Dr. Nielsen notes that most blind or multiply-involved children do not learn because they are not presented with the right circumstances in which to learn. Her book, The Comprehending Hand, is packed from the first page to the last with practical hints as to how material and surroundings can be adapted so that a blind child may be stimulated and encouraged in their development. The Comprehending Hand was written because Dr. Nielsen has learned that "the development of the ability to grasp is of fundamental importance, if a blind child is to get into contact with his surroundings..."

     Dr. Nielsen also wrote, Are You Blind? to promote the development of children who are developmentally threatened. I thought this to be an odd title until it struck me that her title is insinuating, and correctly so, that it is the teacher (or caregiver) who can't see what should be obvious--the whys that explain the reason a child has not learned something. It is up to us to promote learning environments and situations in which our children can learn.

     The conference was laced with Dr. Nielsen's special, yet serious, humor. For instance, she noted that if while standing with a blind person on a platform at a train station, we say, "The train is coming," as soon as it becomes visible to us, our blind companion might think we must be pretty stupid because he has known for several minutes that the train on this track is coming; after all he could feel its vibrations....

     This trip to the U.S.A. was a first for Lilli Nielsen. Although she is well known internationally and has given "standing room" only workshops on several continents, this was her first presentation in North America. The list of attendees at the conference demonstrates her popularity. Participants came from coast to coast as well as Canada, the U.S. Virgin Islands, Netherland Antilles, Mexico, and Trinidad.

                 THE LITTLE ROOM

                      by Dr. Lilli Nielsen

     In 1981 an experience with a two-year-old self-mutilating child made me think that the reason for this child's, and many other visually impaired children's, difficulties in developing was maybe due to a lack of knowledge about the surroundings.

     I designed the "Little Room" hoping that it would provide the visually impaired child with a frame of reference concerning spatial relations and thus facilitate the child's learning about the outside world. After observing the positive reactions to the "Little Room" in visually impaired children who had other disabilities, I decided to a scientific study on the effect of the Little room on 20 congenitally blind infants. This study was conducted from 1984-1987.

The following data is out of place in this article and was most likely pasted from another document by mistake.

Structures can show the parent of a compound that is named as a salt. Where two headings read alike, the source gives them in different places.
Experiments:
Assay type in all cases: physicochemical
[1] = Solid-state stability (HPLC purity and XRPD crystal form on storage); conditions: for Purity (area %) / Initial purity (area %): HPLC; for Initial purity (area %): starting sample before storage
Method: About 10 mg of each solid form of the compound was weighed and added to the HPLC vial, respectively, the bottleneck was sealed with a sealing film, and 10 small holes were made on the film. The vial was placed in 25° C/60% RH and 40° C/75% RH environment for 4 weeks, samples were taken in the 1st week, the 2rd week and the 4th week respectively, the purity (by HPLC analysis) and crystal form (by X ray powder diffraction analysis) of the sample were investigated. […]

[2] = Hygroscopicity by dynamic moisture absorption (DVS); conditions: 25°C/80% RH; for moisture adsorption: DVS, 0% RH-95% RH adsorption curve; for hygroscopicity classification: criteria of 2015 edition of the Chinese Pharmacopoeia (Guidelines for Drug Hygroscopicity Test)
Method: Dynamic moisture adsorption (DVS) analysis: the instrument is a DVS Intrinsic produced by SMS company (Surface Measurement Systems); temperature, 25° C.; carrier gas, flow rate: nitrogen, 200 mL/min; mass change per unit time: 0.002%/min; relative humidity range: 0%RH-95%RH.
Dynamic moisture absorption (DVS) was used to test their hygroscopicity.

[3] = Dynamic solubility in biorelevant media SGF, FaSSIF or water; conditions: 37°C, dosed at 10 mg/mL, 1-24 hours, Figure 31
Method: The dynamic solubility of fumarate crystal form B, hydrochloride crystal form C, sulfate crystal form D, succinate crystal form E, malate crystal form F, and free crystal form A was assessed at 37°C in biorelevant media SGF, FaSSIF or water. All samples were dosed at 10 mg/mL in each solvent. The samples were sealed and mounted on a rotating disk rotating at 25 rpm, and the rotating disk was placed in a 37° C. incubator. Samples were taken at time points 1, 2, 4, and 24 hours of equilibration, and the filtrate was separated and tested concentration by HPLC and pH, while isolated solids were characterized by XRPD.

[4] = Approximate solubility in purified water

In the experiment, each of the 20 infants were exposed to a control environment and thereafter to the Little Room. Despite the fact that the control environment was arranged with the same number of objects as the Little Room, the infants were mostly passive in the control environment but became much more active during stays in the Little Room. I concluded that the main reasons for the Improvement were:

     1. The sounds from the outside world were sufficiently eliminated by the Little Room, enabling the infant to concentrate on the object-based sounds he was producing inside the Little Room.

     2. The stability of the equipment and arrangement of the Little Room provided the child with a certain feedback on each movement. This facilitated the child's learning of the position of the objects and early object concept.

     3. The echoes in the Little Room reinforced the child's auditory experiences.

     4. The Little Room was equipped with objects of tactile and auditory qualities.  This encouraged the child to explore these qualities and thus establish early integration of the kinesthetic-tactile-auditory sense modalities.

     5. Objects were present in sufficient number enabling the child to compare his experiences and to play sequence games.

     6. Nobody was interfering in the child's activities as long as he was placed in the Little Room.

     By means of the activities in the Little Room, 11 of the 20 infants learned that they were the producers of the object based sounds occurring in the Little Room.  The youngest to learn this was 6-months-old (correcting for prematurity, 3-months-old).  Additionally, 15 of the infants commenced to explore and experiment with the objects hanging in the Little Room.

     From my findings arose the awareness of the necessity of equipping the Little Room according to the individual child's needs. Nevertheless, the objects should: be of pleasure to the child; be easy to grasp; have tactile and auditory qualities; be visually inspiring; have comparable qualities; and be present in such a number that the child has the opportunity to choose, to combine his experiences, and to play various sequence games.

     Since the completion of the study a lot more knowledge has been gained concerning different ways equipping the Little Room as well as about how the achieved spatial relations can be applied to environments other than the Little Room.

Literature:
     Nielsen, L. (1980): "Spatial Relations in Congenitally Blind Infants." Refsnaesskolen, National Institute for Blind and Partially Sighted Children and Youth, 4400 Klundborg, Denmark.

     Nielsen, L. (1991): "Spatial Relations in Congenitally Blind Infants: A Study." Journal of Visual Impairment and Blindness, January, 11-16.

     Nielsen, L. (1991): Rummet og Jeg'et. SIKON, Denmark.

     *The English version, "The Space and the Self" will be available in 1992 at SIKON, P.O. 2555, Kristineberg 6, 2100 Copenhagen O, Denmark.